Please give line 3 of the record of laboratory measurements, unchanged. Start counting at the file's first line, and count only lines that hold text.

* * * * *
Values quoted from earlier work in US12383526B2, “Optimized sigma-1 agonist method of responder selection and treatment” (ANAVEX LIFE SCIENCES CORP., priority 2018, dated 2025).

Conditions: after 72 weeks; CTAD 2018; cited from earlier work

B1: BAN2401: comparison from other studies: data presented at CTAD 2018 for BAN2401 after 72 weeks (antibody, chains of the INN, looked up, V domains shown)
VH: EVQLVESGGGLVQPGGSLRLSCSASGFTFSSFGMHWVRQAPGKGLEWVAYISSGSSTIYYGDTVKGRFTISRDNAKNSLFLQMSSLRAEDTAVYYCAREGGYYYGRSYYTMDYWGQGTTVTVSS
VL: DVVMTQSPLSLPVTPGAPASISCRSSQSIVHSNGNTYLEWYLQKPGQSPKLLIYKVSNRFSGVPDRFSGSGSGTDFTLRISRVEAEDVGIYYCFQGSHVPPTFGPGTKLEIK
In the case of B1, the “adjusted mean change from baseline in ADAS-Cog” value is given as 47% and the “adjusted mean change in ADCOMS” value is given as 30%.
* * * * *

B1: BAN2401: comparison from other studies: data presented at CTAD 2018 for BAN2401 after 72 weeks (antibody, chains of the INN, looked up, V domains shown)